Neelanjan Sengupta, PhD, Staff Scientist, Research and Development, Thermo Fisher Scientific
To better control variability and achieve consistency in a specific process, it is important to understand what components in a complete cell culture medium formulation are driving performance. A key driver is a component that has a strong positive or negative influence on process performance and must be within an optimal range for cultures to achieve optimal performance.
Accurately assessing which components in a complex medium are driving a process requires identifying those showing a statistical correlation of performance across multiple lots of a medium, or supplement, of interest. Such analyses are the first step toward identification of key drivers in a bioprocess. Furthermore, parameters that simply correlate with variability need to be differentiated from those that truly cause variability through statistical analysis and experimental data. Finally, for the best process performance, optimal ranges need to be defined for the key drivers.
It is important to remember that each process is different, with its own key drivers, even when similar base media and supplements are used. Using a statistical methodology will correctly identify key components and their optimal ranges for each specific process.
We use a large number of assays to characterize a medium or supplement chemically, identifying and quantifying all its potential components. The ultimate goal is to build a mathematical model to predict which lots will perform well in a given process. The mathematical model uncovers hidden interactions and drivers by including the influence of all components taken together.
With a table of analytical data, we could examine just one component at a time. But by using our unique biostatistical models, which mimic biological behavior, one can consider everything together — reducing a large number of components to just a few key drivers. This ultimately provides a predictive tool for media optimization and screening.
Using a phased approach
To create a statistically sound model, first we work with a customer to accumulate analytical and performance data on at least 5 to 10 lots of cell culture media or supplements.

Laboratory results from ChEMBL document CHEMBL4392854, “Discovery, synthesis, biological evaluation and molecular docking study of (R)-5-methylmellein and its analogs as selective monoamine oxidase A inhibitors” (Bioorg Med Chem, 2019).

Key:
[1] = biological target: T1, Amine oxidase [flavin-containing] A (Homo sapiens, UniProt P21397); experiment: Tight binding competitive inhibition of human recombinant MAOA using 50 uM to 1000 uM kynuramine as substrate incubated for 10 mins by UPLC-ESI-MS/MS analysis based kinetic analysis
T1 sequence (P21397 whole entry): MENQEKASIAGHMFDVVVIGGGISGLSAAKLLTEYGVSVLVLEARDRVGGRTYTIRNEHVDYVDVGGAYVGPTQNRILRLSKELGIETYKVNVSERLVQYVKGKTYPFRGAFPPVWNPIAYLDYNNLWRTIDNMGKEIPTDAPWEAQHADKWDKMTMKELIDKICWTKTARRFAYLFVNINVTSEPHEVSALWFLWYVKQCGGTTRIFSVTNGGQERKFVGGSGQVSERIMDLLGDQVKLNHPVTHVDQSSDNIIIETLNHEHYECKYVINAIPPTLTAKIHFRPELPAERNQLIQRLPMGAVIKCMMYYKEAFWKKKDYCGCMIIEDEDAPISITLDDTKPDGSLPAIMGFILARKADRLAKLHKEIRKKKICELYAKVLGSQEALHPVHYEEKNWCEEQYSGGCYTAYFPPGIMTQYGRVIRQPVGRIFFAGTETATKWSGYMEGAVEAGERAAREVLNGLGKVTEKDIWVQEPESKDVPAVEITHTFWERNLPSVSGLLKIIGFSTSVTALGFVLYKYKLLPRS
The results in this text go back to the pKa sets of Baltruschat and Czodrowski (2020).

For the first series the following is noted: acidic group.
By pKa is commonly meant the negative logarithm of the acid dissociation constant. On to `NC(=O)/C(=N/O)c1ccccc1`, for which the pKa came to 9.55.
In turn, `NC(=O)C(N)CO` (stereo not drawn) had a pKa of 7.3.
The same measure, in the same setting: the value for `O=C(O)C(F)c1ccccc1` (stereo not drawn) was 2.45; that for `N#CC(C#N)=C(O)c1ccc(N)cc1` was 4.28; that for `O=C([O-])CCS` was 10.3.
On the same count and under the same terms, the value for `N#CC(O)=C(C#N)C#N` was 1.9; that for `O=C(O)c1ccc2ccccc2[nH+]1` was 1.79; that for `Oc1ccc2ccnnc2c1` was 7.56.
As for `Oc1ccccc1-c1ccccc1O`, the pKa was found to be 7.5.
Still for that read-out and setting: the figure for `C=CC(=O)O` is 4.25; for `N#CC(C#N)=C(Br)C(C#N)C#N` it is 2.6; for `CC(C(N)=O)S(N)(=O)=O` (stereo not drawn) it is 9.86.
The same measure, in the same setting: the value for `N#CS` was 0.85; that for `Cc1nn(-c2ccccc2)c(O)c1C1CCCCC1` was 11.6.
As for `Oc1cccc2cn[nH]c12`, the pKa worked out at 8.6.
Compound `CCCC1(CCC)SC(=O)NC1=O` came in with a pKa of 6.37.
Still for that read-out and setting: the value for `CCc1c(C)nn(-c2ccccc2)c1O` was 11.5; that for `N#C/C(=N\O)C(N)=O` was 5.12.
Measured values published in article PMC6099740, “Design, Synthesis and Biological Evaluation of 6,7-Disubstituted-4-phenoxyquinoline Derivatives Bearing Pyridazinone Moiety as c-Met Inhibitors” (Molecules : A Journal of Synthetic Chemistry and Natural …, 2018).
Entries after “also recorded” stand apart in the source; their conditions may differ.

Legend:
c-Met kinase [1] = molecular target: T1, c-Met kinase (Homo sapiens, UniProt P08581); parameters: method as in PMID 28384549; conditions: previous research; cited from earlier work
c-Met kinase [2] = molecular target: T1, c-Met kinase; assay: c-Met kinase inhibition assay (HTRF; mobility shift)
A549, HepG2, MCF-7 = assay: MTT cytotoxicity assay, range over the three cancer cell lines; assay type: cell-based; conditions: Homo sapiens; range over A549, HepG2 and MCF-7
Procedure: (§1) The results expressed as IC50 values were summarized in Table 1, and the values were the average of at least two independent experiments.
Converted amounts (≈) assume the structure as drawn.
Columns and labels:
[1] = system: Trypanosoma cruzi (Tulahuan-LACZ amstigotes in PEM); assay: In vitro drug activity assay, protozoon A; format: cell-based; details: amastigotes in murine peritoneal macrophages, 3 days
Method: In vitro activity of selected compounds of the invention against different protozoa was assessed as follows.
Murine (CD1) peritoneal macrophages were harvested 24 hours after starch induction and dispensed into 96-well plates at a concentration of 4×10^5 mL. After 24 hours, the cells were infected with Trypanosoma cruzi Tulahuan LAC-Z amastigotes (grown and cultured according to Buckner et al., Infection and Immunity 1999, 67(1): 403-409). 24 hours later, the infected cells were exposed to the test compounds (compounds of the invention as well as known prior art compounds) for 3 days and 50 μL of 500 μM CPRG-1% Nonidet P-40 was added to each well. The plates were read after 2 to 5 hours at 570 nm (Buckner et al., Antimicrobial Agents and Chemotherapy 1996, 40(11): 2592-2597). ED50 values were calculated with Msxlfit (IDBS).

- First Phase: We begin with a small data set (developed in the preliminary phase) to build competing initial biostatistical models.
- Second Phase: In this critical phase, we determine the causative nature of key drivers. Many components can vary performance, but to control process variability, we need to find the key drivers. The output of the second phase provides a recalibrated model, and we will use it to confirm the key drivers before moving on to the third phase.
- Third Phase: Here, final model verification generates a predictive tool to test each cell culture medium or supplement lot. Using new lots of media or supplements, we perform analytical testing to evaluate the model. Then the customer evaluates those formulations in a small-scale version of the actual process. If experimental data match the prediction, then we have a locked-down model; if we don’t have an exact match, then we may recalibrate the model slightly.
Bioprocess variability can be caused by very small changes in specific components or impurities in chemically defined media or supplements. Always consider all sources when you’re thinking about controlling those variabilities. It’s important to build a statistically significant data set to elucidate those components responsible for observed variability. Through predictive mathematical modeling, we can achieve consistent production performance.
Join Dr. Neelanjan Sengupta for an exclusive November 18 webinar focused on the KDI predictive modeling approach. Register today.